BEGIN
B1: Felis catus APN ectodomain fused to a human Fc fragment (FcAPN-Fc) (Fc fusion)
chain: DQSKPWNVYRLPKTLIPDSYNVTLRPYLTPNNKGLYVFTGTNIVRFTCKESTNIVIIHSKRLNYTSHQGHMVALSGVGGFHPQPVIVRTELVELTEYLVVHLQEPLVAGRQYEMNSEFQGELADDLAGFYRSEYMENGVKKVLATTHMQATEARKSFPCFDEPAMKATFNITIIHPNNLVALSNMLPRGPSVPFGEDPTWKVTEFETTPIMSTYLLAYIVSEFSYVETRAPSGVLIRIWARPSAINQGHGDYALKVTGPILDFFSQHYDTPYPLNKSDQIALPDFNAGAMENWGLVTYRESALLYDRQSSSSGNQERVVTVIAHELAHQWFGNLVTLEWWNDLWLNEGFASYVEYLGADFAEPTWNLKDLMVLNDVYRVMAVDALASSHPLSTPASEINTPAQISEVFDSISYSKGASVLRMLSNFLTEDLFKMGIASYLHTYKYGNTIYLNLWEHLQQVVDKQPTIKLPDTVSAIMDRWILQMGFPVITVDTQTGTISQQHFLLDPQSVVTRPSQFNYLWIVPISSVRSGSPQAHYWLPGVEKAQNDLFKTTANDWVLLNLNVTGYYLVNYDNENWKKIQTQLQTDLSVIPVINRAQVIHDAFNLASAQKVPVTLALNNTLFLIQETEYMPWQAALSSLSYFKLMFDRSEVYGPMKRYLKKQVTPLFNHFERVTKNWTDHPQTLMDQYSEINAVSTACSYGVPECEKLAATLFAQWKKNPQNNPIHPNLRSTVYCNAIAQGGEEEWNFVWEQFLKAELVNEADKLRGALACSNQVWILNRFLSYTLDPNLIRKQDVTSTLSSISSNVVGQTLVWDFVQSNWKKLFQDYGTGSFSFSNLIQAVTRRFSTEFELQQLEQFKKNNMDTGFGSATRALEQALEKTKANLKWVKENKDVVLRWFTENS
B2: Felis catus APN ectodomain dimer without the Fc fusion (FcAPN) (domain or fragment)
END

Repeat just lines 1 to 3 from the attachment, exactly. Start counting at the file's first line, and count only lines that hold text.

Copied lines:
B1: Felis catus APN ectodomain fused to a human Fc fragment (FcAPN-Fc) (Fc fusion)
chain: DQSKPWNVYRLPKTLIPDSYNVTLRPYLTPNNKGLYVFTGTNIVRFTCKESTNIVIIHSKRLNYTSHQGHMVALSGVGGFHPQPVIVRTELVELTEYLVVHLQEPLVAGRQYEMNSEFQGELADDLAGFYRSEYMENGVKKVLATTHMQATEARKSFPCFDEPAMKATFNITIIHPNNLVALSNMLPRGPSVPFGEDPTWKVTEFETTPIMSTYLLAYIVSEFSYVETRAPSGVLIRIWARPSAINQGHGDYALKVTGPILDFFSQHYDTPYPLNKSDQIALPDFNAGAMENWGLVTYRESALLYDRQSSSSGNQERVVTVIAHELAHQWFGNLVTLEWWNDLWLNEGFASYVEYLGADFAEPTWNLKDLMVLNDVYRVMAVDALASSHPLSTPASEINTPAQISEVFDSISYSKGASVLRMLSNFLTEDLFKMGIASYLHTYKYGNTIYLNLWEHLQQVVDKQPTIKLPDTVSAIMDRWILQMGFPVITVDTQTGTISQQHFLLDPQSVVTRPSQFNYLWIVPISSVRSGSPQAHYWLPGVEKAQNDLFKTTANDWVLLNLNVTGYYLVNYDNENWKKIQTQLQTDLSVIPVINRAQVIHDAFNLASAQKVPVTLALNNTLFLIQETEYMPWQAALSSLSYFKLMFDRSEVYGPMKRYLKKQVTPLFNHFERVTKNWTDHPQTLMDQYSEINAVSTACSYGVPECEKLAATLFAQWKKNPQNNPIHPNLRSTVYCNAIAQGGEEEWNFVWEQFLKAELVNEADKLRGALACSNQVWILNRFLSYTLDPNLIRKQDVTSTLSSISSNVVGQTLVWDFVQSNWKKLFQDYGTGSFSFSNLIQAVTRRFSTEFELQQLEQFKKNNMDTGFGSATRALEQALEKTKANLKWVKENKDVVLRWFTENS
B2: Felis catus APN ectodomain dimer without the Fc fusion (FcAPN) (domain or fragment)